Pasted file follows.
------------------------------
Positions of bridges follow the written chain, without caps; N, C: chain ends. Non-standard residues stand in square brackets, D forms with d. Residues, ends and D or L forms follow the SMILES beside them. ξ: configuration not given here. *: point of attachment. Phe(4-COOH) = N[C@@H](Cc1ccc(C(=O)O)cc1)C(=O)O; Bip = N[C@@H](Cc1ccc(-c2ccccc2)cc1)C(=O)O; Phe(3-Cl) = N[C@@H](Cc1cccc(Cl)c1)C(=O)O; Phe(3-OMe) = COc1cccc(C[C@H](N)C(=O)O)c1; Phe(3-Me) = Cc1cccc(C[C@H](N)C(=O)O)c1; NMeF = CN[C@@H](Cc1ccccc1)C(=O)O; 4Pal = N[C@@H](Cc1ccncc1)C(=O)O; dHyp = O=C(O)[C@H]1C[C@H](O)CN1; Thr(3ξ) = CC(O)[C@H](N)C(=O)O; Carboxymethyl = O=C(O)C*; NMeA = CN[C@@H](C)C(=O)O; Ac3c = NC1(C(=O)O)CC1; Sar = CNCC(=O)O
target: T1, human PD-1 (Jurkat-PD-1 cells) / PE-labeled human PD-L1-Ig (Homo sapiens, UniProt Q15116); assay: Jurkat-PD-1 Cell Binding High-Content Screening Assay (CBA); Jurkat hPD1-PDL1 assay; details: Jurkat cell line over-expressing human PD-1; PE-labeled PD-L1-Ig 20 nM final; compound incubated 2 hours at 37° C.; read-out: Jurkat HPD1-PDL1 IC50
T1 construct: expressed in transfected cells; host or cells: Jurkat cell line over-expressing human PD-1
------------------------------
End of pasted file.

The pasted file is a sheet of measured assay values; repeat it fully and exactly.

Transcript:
Positions of bridges follow the written chain, without caps; N, C: chain ends. Non-standard residues stand in square brackets, D forms with d. Residues, ends and D or L forms follow the SMILES beside them. ξ: configuration not given here. *: point of attachment. Phe(4-COOH) = N[C@@H](Cc1ccc(C(=O)O)cc1)C(=O)O; Bip = N[C@@H](Cc1ccc(-c2ccccc2)cc1)C(=O)O; Phe(3-Cl) = N[C@@H](Cc1cccc(Cl)c1)C(=O)O; Phe(3-OMe) = COc1cccc(C[C@H](N)C(=O)O)c1; Phe(3-Me) = Cc1cccc(C[C@H](N)C(=O)O)c1; NMeF = CN[C@@H](Cc1ccccc1)C(=O)O; 4Pal = N[C@@H](Cc1ccncc1)C(=O)O; dHyp = O=C(O)[C@H]1C[C@H](O)CN1; Thr(3ξ) = CC(O)[C@H](N)C(=O)O; Carboxymethyl = O=C(O)C*; NMeA = CN[C@@H](C)C(=O)O; Ac3c = NC1(C(=O)O)CC1; Sar = CNCC(=O)O
target: T1, human PD-1 (Jurkat-PD-1 cells) / PE-labeled human PD-L1-Ig (Homo sapiens, UniProt Q15116); assay: Jurkat-PD-1 Cell Binding High-Content Screening Assay (CBA); Jurkat hPD1-PDL1 assay; details: Jurkat cell line over-expressing human PD-1; PE-labeled PD-L1-Ig 20 nM final; compound incubated 2 hours at 37° C.; read-out: Jurkat HPD1-PDL1 IC50
T1 construct: expressed in transfected cells; host or cells: Jurkat cell line over-expressing human PD-1